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Moving out of London: where should you buy a house?

New research claims Luton is the best town for commuters

Moving out of London: where should you buy a house?

London can be an expensive place, especially if you’re trying to get on to the property ladder – leading many homebuyers to look further and further afield. 

With demand growing in these commuter towns, the challenge for London workers is to find an affordable home to buy while also trying to avoid being packed like sardines in a train carriage every morning.

Here, we explain two new pieces of research into the affordability of commuter towns around London, and offer advice on how you can find the best place to live.


Luton tops list of commuter towns

New research from the estate agent Jackson Stops & Staff claims Luton is the number one commuter town for London workers – with low property prices, speedy train services and comparatively cheap parking costs.

And while Slough boasts the fastest journey time into Central London, sleepy commuters might struggle to get a seat in the morning – a big disappointment given annual season ticket costs of £3,500.

Commuter town property prices

While prices in London have stagnated – rising just 2.6% year on year according to official figures – the average price of a property in the capital remains out of reach for many, at £484,362.

This of course means that homebuyers must cast their nets wider to get their hands on a bargain. But in some cases the most desirable towns have enjoyed significant growth in recent years and may already be out of reach.

Only two towns in Jackson Stops & Staff’s top ten – Luton and Basildon – boast property prices anywhere near the national average of £243,520, and four – Dorking, Weybridge, Woking and Oxford – are more expensive than Greater London.

House price growth

Perhaps unsurprisingly, the two cheapest towns – Luton and Basildon – also enjoyed the biggest house price increases in the year to October 2017.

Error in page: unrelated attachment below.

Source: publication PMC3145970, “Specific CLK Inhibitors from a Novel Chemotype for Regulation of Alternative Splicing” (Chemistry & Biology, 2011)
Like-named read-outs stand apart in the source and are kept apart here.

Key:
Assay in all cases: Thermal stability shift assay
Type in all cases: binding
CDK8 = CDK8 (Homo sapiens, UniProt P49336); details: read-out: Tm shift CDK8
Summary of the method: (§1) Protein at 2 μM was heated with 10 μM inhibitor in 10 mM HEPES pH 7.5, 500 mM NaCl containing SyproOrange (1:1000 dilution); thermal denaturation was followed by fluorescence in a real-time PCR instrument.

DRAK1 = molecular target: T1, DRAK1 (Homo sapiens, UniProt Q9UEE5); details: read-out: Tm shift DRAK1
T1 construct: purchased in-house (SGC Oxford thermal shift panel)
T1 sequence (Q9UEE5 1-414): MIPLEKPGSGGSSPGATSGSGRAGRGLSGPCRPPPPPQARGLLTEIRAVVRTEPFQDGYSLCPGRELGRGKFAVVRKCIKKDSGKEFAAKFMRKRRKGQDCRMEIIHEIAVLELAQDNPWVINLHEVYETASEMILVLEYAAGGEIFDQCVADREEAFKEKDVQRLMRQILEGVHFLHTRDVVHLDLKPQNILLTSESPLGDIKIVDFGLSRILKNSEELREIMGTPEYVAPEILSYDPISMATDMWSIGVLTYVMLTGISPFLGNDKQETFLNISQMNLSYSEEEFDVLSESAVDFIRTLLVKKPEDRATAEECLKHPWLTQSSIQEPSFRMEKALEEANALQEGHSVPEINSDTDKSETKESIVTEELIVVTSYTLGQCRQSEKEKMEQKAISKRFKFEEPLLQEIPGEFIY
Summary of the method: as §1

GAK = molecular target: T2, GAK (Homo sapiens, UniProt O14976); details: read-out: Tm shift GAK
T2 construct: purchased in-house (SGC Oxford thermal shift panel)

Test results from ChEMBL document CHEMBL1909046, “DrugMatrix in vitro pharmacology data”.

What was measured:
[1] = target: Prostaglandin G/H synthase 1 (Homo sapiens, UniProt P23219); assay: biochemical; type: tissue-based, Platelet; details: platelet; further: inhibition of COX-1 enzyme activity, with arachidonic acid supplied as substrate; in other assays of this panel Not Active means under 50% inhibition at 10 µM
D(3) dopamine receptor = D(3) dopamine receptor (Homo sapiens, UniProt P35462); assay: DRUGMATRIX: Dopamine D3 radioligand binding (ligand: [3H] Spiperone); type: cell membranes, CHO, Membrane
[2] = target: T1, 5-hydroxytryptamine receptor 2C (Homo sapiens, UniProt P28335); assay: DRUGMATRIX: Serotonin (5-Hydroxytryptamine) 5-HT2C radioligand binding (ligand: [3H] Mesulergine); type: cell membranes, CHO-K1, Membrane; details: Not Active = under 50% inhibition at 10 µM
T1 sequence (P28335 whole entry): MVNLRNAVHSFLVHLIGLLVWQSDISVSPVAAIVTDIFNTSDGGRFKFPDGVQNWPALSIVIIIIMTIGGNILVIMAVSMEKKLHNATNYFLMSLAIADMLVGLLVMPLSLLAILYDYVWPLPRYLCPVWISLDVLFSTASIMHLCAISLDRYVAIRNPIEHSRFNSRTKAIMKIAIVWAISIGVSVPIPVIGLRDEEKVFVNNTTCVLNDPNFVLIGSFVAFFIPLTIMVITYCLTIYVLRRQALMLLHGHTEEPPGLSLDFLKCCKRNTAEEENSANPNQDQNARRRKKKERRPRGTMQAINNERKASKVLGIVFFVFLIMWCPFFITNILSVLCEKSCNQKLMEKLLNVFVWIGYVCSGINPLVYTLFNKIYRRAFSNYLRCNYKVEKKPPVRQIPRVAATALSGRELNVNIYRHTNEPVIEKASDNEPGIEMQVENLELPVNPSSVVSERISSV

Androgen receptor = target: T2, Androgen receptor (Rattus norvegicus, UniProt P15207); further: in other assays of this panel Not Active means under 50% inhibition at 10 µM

Redhill, meanwhile, was the only town where house prices actually dropped year-on-year.

Most affordable towns for homebuyers

So if you’re in search of an affordable property outside London, where should you look?

A separate piece of research from the BBC (using data from Hometrack) assessed average mortgage repayments on a two-to-three bedroom house or flats and train ticket costs.

The research found that the Medway town of Chatham was the most affordable place for London commuters to buy a home.

St Albans, meanwhile, was the most expensive – with total mortgage and travel costs of over £27,000 a year.

Cheapest London commuter towns for homebuyers

Town Annual mortgage Train season ticket Total cost
Chatham £10,800 £4,124 £14,924
Luton £11,376 £4,176 £15,552
Basildon £13,356 £2,852 £16,208
Harlow £13,416 £3,344 £16,760
Southend £14,352 £3,528 £17,880
Maidstone £12,792 £5,144 £18,116
Slough £15,924 £2,628 £18,552

Most expensive London commuter towns for homebuyers

Town Annual mortgage Train season ticket Total cost
St Albans £23,748 £3,500 £27,248
Beaconsfield £22,392 £3,180 £25,572
Guildford £20,196 £3,620 £23,816
Hemel Hempstead £18,084 £3,716 £21,800
Tunbridge Wells £16,368 £4,644 £21,012
Fleet £16,440 £3,956 £20,396
Reading £14,784 £5,300 £20,084

Note: Data from Hometrack

How to find the right place to live

Finding the right town to buy a home isn’t all about property prices, of course.

In our full guide on finding the best places to live, we take a look at everything from amenities to neighbours, and explain how you can spot an area that’s on the up before it’s over the hill.

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